Although dealing with gloomy national issues, its shambolic handling of the nuclear power station situation in Fukushima and the nation’s greed for money, KODOMOKYOJIN’s HELLO HELL!!! was an energetic comedy accompanied by light-hearted musical numbers sung by a talented ensemble of physical performers. The company’s bold irreverence was refreshing amongst the overly-modest shows featured in the F/T Main Program and deserves praise for tackling, in a unique manner, what might otherwise just have been a theme which “makes everyone feel like weeping”. “The only challenge is to keep creating”, director Takashi Masuyama said off-stage, and in order “to eat” artists are torn between working for television or producing “boring theatre” that will get funded by the Japan Foundation. In HELLO HELL!!!, women are powerful and kill people with cardboard swords, while men are devoured by inflatable plastic crocodiles or burnt alive by thin papery red flames, and angels look like transvestites versions of Madonna. It may sound awful when described like that, however, on stage, it’s terrific fun.

Set on a futuristic planet, Sons Wo’s sci-fi tale also explored social issues in Japan. Stray’s Collar depicted the inability of adults to communicate with troubled youth and the ambient mal-être of the Japanese young generation. The repetitive use of Simon & Garfunkel’s Bridge Over Troubled Water song absolutely grasped the unease of its teenage protagonist and provided an interesting connection towards the sensitive content of the piece. Despite the originality of its script and the humour emanating from the play, though, the complicated physicalization whereby actors had to distort and jitter every single movement prevented the spectators from embarking on an emotional journey with its otherwise appealing troubled heroine.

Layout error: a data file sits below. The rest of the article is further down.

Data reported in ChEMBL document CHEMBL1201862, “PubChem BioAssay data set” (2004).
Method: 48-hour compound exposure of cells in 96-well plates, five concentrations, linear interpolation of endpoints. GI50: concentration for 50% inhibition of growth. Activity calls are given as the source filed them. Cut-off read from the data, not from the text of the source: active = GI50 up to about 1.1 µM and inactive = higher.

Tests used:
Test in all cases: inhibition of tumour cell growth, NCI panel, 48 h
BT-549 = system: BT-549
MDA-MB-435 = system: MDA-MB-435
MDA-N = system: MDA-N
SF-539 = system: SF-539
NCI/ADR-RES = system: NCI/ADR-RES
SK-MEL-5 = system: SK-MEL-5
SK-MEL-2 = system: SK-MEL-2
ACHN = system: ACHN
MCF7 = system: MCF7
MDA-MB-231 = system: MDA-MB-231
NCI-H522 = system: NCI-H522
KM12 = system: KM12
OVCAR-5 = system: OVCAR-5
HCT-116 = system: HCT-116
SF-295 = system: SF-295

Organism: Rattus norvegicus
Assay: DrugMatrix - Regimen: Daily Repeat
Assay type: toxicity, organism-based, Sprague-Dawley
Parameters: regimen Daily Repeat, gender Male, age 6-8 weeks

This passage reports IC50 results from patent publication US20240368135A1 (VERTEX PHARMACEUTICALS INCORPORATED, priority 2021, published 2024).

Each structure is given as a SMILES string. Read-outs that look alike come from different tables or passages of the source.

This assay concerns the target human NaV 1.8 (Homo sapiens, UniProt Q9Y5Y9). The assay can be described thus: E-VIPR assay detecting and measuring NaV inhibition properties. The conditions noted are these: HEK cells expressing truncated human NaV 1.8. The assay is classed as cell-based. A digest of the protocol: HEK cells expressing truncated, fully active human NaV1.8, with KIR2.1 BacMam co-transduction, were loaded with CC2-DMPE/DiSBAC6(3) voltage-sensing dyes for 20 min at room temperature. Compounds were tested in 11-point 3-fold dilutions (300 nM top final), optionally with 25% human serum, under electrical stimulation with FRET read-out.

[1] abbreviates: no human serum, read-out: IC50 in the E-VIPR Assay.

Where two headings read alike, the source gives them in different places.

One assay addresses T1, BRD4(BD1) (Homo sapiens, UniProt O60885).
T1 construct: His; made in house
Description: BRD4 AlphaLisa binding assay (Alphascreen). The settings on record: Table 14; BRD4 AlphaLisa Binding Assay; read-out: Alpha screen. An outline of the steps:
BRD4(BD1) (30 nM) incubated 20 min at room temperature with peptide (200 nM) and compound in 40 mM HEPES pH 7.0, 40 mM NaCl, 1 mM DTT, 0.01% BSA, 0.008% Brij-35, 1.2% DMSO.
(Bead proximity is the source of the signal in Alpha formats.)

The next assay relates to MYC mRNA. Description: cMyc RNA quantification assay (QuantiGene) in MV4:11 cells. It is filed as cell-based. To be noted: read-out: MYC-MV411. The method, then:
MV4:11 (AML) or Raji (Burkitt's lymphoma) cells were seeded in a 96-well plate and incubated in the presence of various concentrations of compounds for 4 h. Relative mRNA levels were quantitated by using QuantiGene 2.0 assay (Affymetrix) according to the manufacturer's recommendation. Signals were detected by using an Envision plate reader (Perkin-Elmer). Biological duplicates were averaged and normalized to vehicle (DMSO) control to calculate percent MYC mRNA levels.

The Taiwanese A Midsummer Night’s Chat presented by Shinehouse Theatre felt, however, slightly off-topic in this otherwise compelling program of plays. The illusion of its “Japanese horror movie” aesthetic did not work in the intimate and comfortable Theater Green space. The tale of these four women haunted by ghosts and traumatic past stories may have been more successful if the feeling of fear had been suggested rather than shown. In other words, the illusion created on stage was too obvious. The people in the tech box also giving themselves instructions during the performance on when to cut the video was too overt to allow real fear to grip the audience.

The rise of talented female artists in the program this year such as Tan, Suh, Shibata and Goel is a significant indicator of the contemporary arts scene in Asia. Their solo-led performances were inspiring and their energies deserve admiration. It is an encouraging sign that more women directors will, from now on, be participating in international theatre festivals and taking strong artistic leaderships. This feature is to be noted not out of gallantry, but because it contrasts greatly with F/T’s Main Program this year, which was entirely dominated by male directors.

N.B: Apologies to Satoko Ichihara’s The Qlobe of Life II which I could not attend this year.